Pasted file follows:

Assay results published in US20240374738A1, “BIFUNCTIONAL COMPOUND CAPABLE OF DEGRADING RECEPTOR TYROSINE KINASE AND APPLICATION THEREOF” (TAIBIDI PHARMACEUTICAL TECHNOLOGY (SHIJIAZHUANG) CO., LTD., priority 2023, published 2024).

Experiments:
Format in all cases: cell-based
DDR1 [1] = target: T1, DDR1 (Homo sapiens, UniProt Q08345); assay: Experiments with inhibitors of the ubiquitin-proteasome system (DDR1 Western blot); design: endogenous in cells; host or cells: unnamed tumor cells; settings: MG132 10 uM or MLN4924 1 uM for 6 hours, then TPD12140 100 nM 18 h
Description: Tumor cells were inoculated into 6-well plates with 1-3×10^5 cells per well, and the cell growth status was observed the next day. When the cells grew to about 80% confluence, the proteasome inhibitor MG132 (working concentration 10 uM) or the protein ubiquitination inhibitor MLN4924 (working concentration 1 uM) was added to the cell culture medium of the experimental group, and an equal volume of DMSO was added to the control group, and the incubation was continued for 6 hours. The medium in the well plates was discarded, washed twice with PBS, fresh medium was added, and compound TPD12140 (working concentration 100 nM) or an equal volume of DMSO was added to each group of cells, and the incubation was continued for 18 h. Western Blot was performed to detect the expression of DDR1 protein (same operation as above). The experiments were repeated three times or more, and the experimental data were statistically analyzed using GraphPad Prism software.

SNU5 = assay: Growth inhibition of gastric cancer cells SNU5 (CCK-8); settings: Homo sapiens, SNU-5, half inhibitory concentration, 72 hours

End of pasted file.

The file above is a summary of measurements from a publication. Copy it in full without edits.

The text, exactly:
Assay results published in US20240374738A1, “BIFUNCTIONAL COMPOUND CAPABLE OF DEGRADING RECEPTOR TYROSINE KINASE AND APPLICATION THEREOF” (TAIBIDI PHARMACEUTICAL TECHNOLOGY (SHIJIAZHUANG) CO., LTD., priority 2023, published 2024).

Experiments:
Format in all cases: cell-based
DDR1 [1] = target: T1, DDR1 (Homo sapiens, UniProt Q08345); assay: Experiments with inhibitors of the ubiquitin-proteasome system (DDR1 Western blot); design: endogenous in cells; host or cells: unnamed tumor cells; settings: MG132 10 uM or MLN4924 1 uM for 6 hours, then TPD12140 100 nM 18 h
Description: Tumor cells were inoculated into 6-well plates with 1-3×10^5 cells per well, and the cell growth status was observed the next day. When the cells grew to about 80% confluence, the proteasome inhibitor MG132 (working concentration 10 uM) or the protein ubiquitination inhibitor MLN4924 (working concentration 1 uM) was added to the cell culture medium of the experimental group, and an equal volume of DMSO was added to the control group, and the incubation was continued for 6 hours. The medium in the well plates was discarded, washed twice with PBS, fresh medium was added, and compound TPD12140 (working concentration 100 nM) or an equal volume of DMSO was added to each group of cells, and the incubation was continued for 18 h. Western Blot was performed to detect the expression of DDR1 protein (same operation as above). The experiments were repeated three times or more, and the experimental data were statistically analyzed using GraphPad Prism software.

SNU5 = assay: Growth inhibition of gastric cancer cells SNU5 (CCK-8); settings: Homo sapiens, SNU-5, half inhibitory concentration, 72 hours